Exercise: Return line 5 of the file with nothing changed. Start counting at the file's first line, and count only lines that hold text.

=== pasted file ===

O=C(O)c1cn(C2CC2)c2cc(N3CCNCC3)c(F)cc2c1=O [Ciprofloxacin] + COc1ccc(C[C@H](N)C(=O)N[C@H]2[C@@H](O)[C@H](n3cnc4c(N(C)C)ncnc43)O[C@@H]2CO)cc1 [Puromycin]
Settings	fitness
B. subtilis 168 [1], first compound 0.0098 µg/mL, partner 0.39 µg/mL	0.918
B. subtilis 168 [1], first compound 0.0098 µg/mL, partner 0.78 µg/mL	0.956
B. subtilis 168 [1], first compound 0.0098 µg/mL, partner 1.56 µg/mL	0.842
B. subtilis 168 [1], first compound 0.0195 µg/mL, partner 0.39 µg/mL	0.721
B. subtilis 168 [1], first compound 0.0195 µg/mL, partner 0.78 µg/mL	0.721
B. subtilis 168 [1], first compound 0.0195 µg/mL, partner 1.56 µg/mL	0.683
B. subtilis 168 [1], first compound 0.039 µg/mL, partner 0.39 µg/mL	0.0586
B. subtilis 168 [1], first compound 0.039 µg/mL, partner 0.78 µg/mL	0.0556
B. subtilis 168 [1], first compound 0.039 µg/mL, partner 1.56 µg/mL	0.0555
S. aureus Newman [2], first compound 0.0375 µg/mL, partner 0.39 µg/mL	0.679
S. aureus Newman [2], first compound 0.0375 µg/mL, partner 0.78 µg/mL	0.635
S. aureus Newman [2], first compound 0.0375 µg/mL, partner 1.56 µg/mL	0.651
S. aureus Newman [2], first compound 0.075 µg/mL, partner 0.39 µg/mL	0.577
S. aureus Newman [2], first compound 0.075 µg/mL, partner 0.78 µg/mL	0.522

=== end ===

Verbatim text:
B. subtilis 168 [1], first compound 0.0098 µg/mL, partner 1.56 µg/mL	0.842